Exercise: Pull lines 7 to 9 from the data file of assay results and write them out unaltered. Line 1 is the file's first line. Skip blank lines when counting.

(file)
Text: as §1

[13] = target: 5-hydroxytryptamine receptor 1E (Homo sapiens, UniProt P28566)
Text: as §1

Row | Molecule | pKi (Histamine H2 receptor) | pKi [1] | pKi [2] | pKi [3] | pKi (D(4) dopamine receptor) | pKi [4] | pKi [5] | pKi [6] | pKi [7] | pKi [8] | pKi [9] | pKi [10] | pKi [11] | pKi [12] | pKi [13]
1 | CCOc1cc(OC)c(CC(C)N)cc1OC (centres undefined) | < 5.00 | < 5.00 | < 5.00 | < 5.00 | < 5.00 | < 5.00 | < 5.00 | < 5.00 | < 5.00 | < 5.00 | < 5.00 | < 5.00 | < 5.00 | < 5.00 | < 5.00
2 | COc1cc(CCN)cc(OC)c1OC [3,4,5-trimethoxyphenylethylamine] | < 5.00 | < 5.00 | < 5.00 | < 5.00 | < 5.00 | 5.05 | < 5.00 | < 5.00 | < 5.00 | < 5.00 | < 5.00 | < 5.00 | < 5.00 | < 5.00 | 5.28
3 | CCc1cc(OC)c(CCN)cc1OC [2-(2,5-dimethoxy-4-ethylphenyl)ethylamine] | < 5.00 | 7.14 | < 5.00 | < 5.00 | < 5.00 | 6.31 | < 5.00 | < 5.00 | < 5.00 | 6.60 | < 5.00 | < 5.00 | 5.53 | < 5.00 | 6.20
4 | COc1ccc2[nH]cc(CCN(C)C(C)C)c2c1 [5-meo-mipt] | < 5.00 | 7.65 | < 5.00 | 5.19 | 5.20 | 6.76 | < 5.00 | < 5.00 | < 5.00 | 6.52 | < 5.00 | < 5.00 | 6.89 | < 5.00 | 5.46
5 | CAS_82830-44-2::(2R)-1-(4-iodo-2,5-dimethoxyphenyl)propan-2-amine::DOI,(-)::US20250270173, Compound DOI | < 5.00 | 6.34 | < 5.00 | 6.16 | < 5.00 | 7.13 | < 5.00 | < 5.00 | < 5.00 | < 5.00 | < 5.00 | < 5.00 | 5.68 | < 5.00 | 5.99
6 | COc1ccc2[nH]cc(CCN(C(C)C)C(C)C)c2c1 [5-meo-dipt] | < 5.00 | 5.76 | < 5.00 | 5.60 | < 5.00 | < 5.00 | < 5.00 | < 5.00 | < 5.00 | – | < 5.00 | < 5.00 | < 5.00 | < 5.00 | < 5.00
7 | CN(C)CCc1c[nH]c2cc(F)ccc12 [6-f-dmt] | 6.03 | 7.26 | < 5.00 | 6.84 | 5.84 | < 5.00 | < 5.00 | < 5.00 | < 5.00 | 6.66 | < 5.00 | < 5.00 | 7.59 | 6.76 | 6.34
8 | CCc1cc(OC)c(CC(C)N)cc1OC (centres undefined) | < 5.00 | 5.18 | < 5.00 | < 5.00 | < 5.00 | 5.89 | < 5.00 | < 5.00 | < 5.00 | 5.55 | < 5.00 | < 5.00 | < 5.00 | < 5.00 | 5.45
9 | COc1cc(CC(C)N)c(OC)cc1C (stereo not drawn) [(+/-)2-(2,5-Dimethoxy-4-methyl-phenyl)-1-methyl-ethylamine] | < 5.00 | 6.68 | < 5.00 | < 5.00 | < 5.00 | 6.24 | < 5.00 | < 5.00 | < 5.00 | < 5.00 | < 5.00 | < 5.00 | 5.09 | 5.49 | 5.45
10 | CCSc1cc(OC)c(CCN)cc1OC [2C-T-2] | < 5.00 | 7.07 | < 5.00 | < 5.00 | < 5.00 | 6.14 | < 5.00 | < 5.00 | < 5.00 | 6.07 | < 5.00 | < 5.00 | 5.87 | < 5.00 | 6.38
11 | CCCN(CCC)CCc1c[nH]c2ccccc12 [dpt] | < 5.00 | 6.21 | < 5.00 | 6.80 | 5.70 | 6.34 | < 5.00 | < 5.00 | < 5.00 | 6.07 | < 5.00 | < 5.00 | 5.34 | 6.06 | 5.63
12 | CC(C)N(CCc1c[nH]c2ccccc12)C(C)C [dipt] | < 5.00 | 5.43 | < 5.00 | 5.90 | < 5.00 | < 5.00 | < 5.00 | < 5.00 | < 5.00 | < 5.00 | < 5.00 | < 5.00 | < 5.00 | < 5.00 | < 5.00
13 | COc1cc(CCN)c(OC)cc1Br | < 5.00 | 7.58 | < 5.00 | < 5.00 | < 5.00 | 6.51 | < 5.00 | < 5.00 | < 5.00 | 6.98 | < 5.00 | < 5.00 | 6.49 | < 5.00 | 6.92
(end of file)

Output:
3 | CCc1cc(OC)c(CCN)cc1OC [2-(2,5-dimethoxy-4-ethylphenyl)ethylamine] | < 5.00 | 7.14 | < 5.00 | < 5.00 | < 5.00 | 6.31 | < 5.00 | < 5.00 | < 5.00 | 6.60 | < 5.00 | < 5.00 | 5.53 | < 5.00 | 6.20
4 | COc1ccc2[nH]cc(CCN(C)C(C)C)c2c1 [5-meo-mipt] | < 5.00 | 7.65 | < 5.00 | 5.19 | 5.20 | 6.76 | < 5.00 | < 5.00 | < 5.00 | 6.52 | < 5.00 | < 5.00 | 6.89 | < 5.00 | 5.46
5 | CAS_82830-44-2::(2R)-1-(4-iodo-2,5-dimethoxyphenyl)propan-2-amine::DOI,(-)::US20250270173, Compound DOI | < 5.00 | 6.34 | < 5.00 | 6.16 | < 5.00 | 7.13 | < 5.00 | < 5.00 | < 5.00 | < 5.00 | < 5.00 | < 5.00 | 5.68 | < 5.00 | 5.99